C mesoridazine (Serintil)
    carisoprodol (Soma) metaxalone (Skelaxin)
    cascara sagrada methocarbamol (Robaxin)
    chlordiazepoxide (Librium, Mitran) methyldopa (Aldomet)
    chlordiazepoxide-amitriptyline (Limbitrol) methyldopa-hydrochlorothiazide (Aldoril)
    chlorpheniramine (Chlor-Trimeton) methyltestosterone (Android, Virilon, Testrad)
    chlorpropamide (Diabinese) mineral oil
    chlorzoxazone (Paraflex) N
    cimetidine (Tagamet) naproxen (Naprosyn, Avaprox, Aleve)
    clidinium-chlordiazepoxide (Librax) Neoloid
    clonidine (Catapres) nifedipine (Procardia, Adalat)
    clorazepate (Tranxene) nitrofurantoin (Microdantin)
    cyclandelate (Cyclospasmol) O
    cyclobenzaprine (Flexeril) orphenadrine (Norflex)
    cyproheptadine (Periactin) oxaprozin (Daypro)
    D oxazepam (Serax)
    dessicated thyroid oxybutynin (Ditropan)
    dexchlorpheniramine (Polaramine) P
    diazepam (Valium) pentazocine (Talwin)
    dicyclomine (Bentyl) perphenazine-amitriptyline (Triavil)
    digoxin (Lanoxin) piroxicam (Feldene)
    diphenhydramine (Benadryl) promethazine (Phenergan)
    dipyridamole (Persantine) propantheline (Pro-Banthine)
    disopyramide (Norpace, Norpace CR) propoxyphene (Darvon) and combination products
    doxazosin (Cardura) Q
    doxepin (Sinequan) quazepam (Doral)
    E R
    ergot mesyloids (Hydergine) reserpine (Serpalan, Serpasil)
    estrogens T
    ethacrynic acid (Edecrin) temazepam (Restoril)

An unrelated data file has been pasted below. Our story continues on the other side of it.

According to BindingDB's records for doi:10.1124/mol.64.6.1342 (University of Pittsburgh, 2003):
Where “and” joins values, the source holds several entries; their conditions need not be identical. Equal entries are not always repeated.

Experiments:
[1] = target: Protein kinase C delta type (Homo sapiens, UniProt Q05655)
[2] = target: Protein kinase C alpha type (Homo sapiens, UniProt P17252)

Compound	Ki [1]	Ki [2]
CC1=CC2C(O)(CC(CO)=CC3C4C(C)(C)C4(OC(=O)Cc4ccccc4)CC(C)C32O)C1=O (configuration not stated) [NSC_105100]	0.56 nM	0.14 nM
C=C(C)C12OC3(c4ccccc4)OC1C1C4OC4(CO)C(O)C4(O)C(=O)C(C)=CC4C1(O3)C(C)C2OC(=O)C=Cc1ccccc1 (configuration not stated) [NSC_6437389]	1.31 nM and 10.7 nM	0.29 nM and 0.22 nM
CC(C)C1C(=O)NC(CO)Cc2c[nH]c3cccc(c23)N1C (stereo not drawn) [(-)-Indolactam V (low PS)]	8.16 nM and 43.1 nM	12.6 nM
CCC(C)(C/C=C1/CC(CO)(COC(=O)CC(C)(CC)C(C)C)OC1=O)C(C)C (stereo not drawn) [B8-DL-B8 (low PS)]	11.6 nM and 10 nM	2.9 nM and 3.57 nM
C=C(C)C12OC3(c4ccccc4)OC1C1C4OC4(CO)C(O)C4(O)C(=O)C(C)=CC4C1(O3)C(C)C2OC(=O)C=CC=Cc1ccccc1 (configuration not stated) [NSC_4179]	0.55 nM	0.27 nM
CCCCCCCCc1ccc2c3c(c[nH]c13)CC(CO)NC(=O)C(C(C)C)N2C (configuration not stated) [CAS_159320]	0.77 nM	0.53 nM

F thioridazine (Mellaril)
    ferrous sulfate (iron) ticlopidine (Ticlid)
    fluoxetine (Prozac) triazolam (Halcion)
    flurazepam (Dalmane) trimethobenzamide (Tigan)
    G tripelennamine
    guanadrel (Hylorel)  
    guanethidine (Ismelin)  
    H  
    halazepam (Paxipam)  
    hydroxyzine (Vistaril, Atarax)  
    hyoscyamine (Levsin, Levsinex)  

    Posted in Drugs, Semester II | Tagged: , | Comments Off on Beers List

    5 Pregnancy Category Ratings – A, B, C, D, X

    Posted by Laura on December 27, 2009

    According to the US Department of Health and Human Services, the FDA created pregnancy letter categories to help explain what is known about using medicine during pregnancy. This system assigns letter categories to all prescription medicines. The letter category is listed in the label of a prescription medicine. The label states whether studies were done in pregnant women or pregnant animals and if so, what happened.

    Over-the-counter (OTC) medicines do not have a pregnancy letter category. Some OTC medicines were prescription medicines first and used to have a letter category.

    OTC Medicines

    All OTC medicines have a Drug Facts label. The Drug Facts label is arranged the same way on all OTC medicines. This makes information about using the medicine easier to find. One section of the Drug Facts label is for pregnant women. With OTC medicines, the label usually tells a pregnant woman to speak with her doctor before using the medicine. Some OTC medicines are known to cause certain problems in pregnancy. The labels for these medicines give pregnant women facts about why and when they should not use the medicine. Here are some examples: